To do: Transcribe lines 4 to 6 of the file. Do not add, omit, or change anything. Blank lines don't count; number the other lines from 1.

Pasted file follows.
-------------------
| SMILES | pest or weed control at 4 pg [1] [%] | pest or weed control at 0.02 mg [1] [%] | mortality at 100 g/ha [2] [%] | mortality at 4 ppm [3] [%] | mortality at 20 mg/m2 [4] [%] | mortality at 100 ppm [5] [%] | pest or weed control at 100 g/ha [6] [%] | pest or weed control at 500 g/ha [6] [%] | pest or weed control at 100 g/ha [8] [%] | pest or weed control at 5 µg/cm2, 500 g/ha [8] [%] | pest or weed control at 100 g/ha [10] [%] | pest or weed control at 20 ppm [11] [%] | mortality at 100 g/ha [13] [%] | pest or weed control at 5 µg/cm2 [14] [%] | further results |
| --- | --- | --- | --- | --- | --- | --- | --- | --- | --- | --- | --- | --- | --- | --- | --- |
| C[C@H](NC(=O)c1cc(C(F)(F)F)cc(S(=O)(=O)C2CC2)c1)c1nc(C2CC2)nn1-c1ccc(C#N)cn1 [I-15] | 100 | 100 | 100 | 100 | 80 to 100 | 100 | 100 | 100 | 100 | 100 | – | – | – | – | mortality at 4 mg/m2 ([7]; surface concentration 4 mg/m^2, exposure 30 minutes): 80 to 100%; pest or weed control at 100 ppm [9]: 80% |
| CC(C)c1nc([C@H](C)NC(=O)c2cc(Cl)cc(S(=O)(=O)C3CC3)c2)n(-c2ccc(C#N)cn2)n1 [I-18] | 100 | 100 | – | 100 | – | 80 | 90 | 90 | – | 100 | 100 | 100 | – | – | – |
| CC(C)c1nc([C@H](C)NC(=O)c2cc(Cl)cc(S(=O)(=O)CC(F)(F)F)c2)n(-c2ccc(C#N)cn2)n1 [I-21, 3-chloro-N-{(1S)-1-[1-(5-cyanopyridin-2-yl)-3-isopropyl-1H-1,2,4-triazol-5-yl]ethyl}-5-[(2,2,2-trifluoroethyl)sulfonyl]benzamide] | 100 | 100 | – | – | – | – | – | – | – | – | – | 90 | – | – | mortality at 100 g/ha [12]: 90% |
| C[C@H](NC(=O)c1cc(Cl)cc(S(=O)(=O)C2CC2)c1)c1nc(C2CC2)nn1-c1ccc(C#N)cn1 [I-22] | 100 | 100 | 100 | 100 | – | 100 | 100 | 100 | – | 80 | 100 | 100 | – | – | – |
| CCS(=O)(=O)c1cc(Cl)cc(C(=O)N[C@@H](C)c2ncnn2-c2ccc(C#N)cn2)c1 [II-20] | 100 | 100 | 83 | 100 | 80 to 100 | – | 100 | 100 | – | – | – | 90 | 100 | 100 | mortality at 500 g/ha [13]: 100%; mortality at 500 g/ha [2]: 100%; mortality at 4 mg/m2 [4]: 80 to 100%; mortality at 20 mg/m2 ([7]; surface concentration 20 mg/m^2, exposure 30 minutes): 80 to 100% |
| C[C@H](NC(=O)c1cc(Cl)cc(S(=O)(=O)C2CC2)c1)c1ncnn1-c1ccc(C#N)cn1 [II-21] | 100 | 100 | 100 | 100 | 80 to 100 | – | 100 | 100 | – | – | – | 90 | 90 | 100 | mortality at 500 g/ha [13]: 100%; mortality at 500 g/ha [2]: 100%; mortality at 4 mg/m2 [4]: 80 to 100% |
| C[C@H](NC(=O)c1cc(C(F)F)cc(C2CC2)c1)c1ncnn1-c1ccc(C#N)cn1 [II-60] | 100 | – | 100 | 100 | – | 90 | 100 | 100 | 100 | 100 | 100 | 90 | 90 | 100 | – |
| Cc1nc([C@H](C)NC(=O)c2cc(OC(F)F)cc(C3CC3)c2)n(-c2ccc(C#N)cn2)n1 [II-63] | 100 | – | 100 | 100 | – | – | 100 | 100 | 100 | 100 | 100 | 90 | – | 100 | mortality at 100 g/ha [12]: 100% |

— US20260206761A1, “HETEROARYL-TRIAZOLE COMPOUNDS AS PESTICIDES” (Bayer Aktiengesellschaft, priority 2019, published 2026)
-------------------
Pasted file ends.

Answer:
| CC(C)c1nc([C@H](C)NC(=O)c2cc(Cl)cc(S(=O)(=O)C3CC3)c2)n(-c2ccc(C#N)cn2)n1 [I-18] | 100 | 100 | – | 100 | – | 80 | 90 | 90 | – | 100 | 100 | 100 | – | – | – |
| CC(C)c1nc([C@H](C)NC(=O)c2cc(Cl)cc(S(=O)(=O)CC(F)(F)F)c2)n(-c2ccc(C#N)cn2)n1 [I-21, 3-chloro-N-{(1S)-1-[1-(5-cyanopyridin-2-yl)-3-isopropyl-1H-1,2,4-triazol-5-yl]ethyl}-5-[(2,2,2-trifluoroethyl)sulfonyl]benzamide] | 100 | 100 | – | – | – | – | – | – | – | – | – | 90 | – | – | mortality at 100 g/ha [12]: 90% |
| C[C@H](NC(=O)c1cc(Cl)cc(S(=O)(=O)C2CC2)c1)c1nc(C2CC2)nn1-c1ccc(C#N)cn1 [I-22] | 100 | 100 | 100 | 100 | – | 100 | 100 | 100 | – | 80 | 100 | 100 | – | – | – |